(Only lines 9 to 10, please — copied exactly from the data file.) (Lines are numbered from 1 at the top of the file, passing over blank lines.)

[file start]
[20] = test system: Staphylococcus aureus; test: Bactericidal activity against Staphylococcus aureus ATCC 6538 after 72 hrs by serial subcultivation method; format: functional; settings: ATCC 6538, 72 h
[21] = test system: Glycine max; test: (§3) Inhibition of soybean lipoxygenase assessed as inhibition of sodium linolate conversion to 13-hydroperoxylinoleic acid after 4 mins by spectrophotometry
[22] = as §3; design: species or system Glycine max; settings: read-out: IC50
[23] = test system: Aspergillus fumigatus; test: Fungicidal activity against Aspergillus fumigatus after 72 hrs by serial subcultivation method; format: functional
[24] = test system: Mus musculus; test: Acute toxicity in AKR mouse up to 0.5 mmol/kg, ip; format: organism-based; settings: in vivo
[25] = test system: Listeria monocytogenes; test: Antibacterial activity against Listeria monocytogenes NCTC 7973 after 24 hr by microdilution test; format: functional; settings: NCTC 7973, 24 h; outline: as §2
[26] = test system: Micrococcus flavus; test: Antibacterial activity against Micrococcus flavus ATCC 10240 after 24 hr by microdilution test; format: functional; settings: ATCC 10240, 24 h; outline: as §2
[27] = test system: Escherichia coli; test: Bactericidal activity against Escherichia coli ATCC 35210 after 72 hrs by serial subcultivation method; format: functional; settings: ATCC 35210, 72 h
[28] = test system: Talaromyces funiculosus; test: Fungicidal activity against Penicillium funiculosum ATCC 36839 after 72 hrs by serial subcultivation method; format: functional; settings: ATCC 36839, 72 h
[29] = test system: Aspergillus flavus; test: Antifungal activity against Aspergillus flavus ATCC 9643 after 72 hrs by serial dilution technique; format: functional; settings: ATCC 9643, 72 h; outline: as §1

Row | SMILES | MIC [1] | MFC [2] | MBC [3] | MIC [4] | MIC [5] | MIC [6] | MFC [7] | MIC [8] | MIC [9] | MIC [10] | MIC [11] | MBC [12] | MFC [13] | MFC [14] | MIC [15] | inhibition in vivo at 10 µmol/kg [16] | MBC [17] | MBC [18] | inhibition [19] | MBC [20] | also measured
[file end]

[28] = test system: Talaromyces funiculosus; test: Fungicidal activity against Penicillium funiculosum ATCC 36839 after 72 hrs by serial subcultivation method; format: functional; settings: ATCC 36839, 72 h
[29] = test system: Aspergillus flavus; test: Antifungal activity against Aspergillus flavus ATCC 9643 after 72 hrs by serial dilution technique; format: functional; settings: ATCC 9643, 72 h; outline: as §1